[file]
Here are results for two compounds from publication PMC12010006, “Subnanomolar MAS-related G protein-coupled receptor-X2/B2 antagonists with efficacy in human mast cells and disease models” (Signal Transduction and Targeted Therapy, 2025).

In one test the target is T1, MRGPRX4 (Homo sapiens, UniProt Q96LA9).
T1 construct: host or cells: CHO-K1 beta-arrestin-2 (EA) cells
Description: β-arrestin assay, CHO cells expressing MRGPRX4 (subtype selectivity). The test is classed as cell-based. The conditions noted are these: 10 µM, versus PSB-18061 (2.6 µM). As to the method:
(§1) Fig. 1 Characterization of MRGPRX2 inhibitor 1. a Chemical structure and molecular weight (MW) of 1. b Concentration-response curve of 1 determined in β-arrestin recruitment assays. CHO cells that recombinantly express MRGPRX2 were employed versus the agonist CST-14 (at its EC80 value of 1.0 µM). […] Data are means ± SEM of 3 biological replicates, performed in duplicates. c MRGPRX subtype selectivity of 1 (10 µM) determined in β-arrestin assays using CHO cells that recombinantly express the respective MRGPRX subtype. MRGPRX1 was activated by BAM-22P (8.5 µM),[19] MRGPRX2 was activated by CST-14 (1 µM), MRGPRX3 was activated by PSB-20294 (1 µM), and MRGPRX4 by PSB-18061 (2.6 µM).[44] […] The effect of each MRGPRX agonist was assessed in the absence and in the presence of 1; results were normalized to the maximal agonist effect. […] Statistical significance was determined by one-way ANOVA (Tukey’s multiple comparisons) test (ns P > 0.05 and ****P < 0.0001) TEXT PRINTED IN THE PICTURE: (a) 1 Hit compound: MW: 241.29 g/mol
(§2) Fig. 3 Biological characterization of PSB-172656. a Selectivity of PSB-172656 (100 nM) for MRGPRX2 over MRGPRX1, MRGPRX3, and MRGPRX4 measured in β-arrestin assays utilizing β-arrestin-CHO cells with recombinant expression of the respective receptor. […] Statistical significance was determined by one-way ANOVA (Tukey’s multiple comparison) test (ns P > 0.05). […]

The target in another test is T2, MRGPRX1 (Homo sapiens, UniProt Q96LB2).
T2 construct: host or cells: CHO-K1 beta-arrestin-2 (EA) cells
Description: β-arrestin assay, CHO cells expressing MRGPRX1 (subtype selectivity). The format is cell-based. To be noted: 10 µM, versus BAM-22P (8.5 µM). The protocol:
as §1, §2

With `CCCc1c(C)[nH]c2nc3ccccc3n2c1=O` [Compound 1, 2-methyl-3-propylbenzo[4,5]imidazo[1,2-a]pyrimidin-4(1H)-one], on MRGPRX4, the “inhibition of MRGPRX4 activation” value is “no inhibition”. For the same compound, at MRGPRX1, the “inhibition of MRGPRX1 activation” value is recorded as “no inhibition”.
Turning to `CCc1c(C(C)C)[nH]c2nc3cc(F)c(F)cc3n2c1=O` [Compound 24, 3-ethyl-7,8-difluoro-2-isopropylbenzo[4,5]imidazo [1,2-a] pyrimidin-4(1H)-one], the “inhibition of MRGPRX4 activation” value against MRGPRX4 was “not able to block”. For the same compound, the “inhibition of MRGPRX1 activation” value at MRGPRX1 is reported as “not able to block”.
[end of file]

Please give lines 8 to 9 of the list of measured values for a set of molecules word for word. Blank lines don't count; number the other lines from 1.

T2 construct: host or cells: CHO-K1 beta-arrestin-2 (EA) cells
Description: β-arrestin assay, CHO cells expressing MRGPRX1 (subtype selectivity). The format is cell-based. To be noted: 10 µM, versus BAM-22P (8.5 µM). The protocol: